Tutorial :Embedd .wav files in HTML page in all browsers (no controls)



Question:

I need to play few wav files on button click. I found solution working in IE but it requires QickTime plugin for firefox.

Is there any other way?

<html>      <head>          <script>  function DHTMLSound(surl) {    document.getElementById("dummyspan").innerHTML=      "<embed src='"+surl+"' hidden=true autostart=true loop=false>";  }          </script>      </head>      <body>          <h1>test</h1>          <span id=dummyspan></span>          <input type="button" value="Play" onmouseover="DHTMLSound('1.wav')">      </body>  </html>  


Solution:1

Use one of these. I have only use jPlayer and can strongly recommend it.

jPlayer (requires Flash)

Scriptaculous plugin (works without Flash in Firefox)

MooTools (requires Flash)


Solution:2

I'd detect whether the browser allows the audio tag, and use that in that case.

That looks like this:

<audio src="1.wav" autoplay></audio>  

Currently Firefox, Safari and Opera can play Wavs, Chrome as of version 3 can't, not sure about 4.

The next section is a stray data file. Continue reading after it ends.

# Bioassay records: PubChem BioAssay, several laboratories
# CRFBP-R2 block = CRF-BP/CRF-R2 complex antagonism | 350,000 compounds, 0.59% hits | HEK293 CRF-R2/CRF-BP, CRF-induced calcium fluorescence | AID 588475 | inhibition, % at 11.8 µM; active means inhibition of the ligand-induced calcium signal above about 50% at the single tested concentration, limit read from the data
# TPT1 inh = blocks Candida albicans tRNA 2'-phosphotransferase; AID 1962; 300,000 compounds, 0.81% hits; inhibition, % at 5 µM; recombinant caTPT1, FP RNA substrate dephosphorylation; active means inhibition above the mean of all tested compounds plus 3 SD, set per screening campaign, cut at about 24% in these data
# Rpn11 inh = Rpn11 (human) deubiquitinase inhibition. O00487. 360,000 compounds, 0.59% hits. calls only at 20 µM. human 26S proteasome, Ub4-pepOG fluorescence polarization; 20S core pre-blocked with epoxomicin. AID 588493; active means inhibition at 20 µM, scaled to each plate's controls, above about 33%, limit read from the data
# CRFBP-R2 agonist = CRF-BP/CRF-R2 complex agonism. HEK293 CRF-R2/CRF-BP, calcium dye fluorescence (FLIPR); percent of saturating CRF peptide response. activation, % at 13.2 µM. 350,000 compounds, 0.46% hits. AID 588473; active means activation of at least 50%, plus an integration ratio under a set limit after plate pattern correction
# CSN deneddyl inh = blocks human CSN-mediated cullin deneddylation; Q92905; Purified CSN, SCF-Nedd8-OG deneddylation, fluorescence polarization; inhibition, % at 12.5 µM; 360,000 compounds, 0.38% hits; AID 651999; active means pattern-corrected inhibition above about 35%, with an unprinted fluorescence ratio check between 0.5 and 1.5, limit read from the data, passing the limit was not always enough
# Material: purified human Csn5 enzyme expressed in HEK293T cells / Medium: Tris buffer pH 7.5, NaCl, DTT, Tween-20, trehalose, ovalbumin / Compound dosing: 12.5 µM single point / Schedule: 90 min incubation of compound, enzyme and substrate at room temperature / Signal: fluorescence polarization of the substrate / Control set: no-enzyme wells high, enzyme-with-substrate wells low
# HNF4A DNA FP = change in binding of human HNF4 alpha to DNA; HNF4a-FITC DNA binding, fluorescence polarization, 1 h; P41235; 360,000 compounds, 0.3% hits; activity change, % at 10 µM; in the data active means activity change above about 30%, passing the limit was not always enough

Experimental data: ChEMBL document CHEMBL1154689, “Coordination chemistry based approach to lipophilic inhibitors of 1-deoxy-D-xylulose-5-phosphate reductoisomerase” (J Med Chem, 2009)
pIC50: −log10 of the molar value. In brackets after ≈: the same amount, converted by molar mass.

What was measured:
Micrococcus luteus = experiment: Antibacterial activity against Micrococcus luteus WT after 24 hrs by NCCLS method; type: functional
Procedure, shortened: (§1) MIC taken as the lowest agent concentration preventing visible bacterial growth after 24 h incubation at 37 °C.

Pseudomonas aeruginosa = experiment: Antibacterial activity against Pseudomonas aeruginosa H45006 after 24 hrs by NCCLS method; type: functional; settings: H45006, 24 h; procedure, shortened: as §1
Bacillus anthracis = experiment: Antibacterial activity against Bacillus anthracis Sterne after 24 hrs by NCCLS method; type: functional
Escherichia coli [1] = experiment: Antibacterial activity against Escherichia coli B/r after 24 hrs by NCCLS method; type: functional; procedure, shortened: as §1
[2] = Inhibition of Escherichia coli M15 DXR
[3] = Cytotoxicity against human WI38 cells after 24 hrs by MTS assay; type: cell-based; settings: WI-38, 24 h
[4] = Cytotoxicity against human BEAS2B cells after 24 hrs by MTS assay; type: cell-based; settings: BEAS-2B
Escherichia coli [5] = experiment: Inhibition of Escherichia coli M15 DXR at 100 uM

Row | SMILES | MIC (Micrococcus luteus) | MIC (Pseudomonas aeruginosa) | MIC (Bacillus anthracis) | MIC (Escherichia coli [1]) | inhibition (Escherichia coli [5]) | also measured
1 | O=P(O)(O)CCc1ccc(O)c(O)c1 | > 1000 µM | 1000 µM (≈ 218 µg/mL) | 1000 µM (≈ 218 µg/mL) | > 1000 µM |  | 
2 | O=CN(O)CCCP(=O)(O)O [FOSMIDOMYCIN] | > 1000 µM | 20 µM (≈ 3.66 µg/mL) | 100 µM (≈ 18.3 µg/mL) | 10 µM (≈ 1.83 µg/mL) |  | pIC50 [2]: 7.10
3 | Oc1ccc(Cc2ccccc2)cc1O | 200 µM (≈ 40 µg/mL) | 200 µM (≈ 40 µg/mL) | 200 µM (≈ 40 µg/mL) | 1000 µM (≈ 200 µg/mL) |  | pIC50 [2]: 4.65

See http://html5doctor.com/native-audio-in-the-browser/ for info on how to detect whether the browser has the audio tag.

You'd then use your existing solution for IE.


Solution:3

<audio> as per Rich's answer is definitely the way of the future. Unfortunately at the moment there is no IE support and to get the other browsers that support it to be happy you have to use both WAV and (OGG or MP3).

So for the moment you may need to provide other ways instead or as-well-as <audio>.

Personally I would strongly avoid <embed>ding a media player plugin. It won't work on browsers without plugins and you might not get a plugin you expect, and the one you get might not work the same as you expect. There is also <bgsound> on IE only, but controlling it can be annoying.

So I'd probably go for a Flash fallback solution for when <audio> isn't available. Flash has much better acceptance than any of the media player plugins.

Unfortunately, it doesn't natively support WAV, so either you use a (typically slow) WAV reader or you go with MP3 and have multiple audio formats to worry about again!

One day this will all work nicely. One day, probably around 2056.


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